Tuesday, September 16, 2014

Romanticism in 18th and 19th century art

The Romantic aesthetic was largely a result of residual Neoclassicist and Baroque stylistic nuances. In Russia, ornamentation and complexity generally gave way to high emotionalism and a nearly palpable softness. Romanticism valued an intense aesthetic experience often inspired by emotion and nature.

Thus, a visual gentleness popularly characterized subject matter in portraiture. Often featuring a naturalistic representation of everyday life (as opposed to the previous heavily commissioned portraits of the Russian elite), portrait painters poetically depict the common man. For this reason, Romanticism in Russia ushers in a revolutionary and widely held notion: the individual is now a valuable measure of society.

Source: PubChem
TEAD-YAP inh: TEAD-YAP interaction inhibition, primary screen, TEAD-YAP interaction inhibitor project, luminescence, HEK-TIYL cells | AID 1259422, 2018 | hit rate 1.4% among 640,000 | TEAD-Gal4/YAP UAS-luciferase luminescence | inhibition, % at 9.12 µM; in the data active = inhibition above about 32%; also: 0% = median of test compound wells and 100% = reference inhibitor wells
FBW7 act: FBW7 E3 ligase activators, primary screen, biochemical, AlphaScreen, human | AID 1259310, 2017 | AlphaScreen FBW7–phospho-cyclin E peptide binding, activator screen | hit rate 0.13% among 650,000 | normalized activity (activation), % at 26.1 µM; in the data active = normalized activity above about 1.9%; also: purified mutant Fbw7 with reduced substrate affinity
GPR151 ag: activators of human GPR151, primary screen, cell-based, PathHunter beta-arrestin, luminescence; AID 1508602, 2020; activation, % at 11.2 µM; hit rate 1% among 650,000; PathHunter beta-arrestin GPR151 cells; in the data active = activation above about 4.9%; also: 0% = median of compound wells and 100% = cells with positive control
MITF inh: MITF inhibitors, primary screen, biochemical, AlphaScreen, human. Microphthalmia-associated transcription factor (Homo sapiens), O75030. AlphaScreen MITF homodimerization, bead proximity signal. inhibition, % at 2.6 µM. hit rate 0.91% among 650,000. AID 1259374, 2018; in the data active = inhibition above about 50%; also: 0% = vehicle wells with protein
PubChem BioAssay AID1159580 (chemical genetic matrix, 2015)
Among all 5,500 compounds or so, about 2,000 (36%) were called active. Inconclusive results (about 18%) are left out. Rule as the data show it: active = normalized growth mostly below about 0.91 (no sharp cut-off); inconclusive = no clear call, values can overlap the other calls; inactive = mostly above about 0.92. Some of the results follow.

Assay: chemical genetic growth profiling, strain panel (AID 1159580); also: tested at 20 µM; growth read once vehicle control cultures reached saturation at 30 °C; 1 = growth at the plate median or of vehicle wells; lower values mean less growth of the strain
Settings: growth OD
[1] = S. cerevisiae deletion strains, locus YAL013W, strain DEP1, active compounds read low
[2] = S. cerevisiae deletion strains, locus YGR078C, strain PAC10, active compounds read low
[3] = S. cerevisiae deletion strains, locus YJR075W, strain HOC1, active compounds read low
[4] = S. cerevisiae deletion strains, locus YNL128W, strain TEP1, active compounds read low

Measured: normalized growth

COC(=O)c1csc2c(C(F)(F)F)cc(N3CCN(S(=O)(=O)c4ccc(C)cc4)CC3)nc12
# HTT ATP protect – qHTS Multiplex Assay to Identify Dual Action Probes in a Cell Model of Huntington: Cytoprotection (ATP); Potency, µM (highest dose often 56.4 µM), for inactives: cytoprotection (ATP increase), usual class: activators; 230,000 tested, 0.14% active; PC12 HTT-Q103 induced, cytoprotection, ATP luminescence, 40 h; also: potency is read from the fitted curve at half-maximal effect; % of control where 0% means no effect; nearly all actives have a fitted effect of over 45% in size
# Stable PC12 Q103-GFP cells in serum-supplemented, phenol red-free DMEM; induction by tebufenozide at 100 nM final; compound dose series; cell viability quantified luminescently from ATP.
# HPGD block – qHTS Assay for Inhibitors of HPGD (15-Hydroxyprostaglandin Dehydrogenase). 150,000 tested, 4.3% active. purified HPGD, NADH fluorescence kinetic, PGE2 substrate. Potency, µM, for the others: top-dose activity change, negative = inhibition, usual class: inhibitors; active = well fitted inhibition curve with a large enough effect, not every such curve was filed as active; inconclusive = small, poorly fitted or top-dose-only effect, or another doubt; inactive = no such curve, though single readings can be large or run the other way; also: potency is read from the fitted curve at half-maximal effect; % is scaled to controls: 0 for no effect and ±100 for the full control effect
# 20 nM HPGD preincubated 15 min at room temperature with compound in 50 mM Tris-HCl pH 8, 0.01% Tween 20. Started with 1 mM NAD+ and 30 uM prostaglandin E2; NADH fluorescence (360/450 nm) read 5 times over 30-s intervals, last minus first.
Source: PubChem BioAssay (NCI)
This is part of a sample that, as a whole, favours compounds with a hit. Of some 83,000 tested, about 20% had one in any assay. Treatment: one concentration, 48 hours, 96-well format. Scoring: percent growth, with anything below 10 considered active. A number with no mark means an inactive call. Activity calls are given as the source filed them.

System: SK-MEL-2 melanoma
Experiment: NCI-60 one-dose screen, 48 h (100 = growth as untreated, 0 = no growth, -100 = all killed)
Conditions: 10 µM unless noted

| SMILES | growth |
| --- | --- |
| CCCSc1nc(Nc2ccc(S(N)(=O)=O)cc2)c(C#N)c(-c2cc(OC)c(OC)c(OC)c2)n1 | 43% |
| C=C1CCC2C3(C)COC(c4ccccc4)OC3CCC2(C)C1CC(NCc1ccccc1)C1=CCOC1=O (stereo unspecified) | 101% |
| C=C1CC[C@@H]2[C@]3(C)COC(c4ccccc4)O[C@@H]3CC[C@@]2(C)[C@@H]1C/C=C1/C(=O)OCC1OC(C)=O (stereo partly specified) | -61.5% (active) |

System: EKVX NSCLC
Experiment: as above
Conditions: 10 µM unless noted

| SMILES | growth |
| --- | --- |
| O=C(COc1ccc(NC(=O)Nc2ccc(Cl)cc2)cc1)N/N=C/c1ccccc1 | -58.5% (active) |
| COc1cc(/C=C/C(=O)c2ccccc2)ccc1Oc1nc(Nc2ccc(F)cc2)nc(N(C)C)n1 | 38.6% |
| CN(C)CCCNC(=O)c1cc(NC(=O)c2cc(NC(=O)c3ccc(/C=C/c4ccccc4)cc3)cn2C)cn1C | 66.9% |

Orest Kiprensky’s portrait of Alexander Pushkin portrays romantic suggestions of an individual personality. Early Romanticism and the classical reference of the statue in the background suggest realism and idealism found in Pushkin’s poetry.

-Jenna Bolusky

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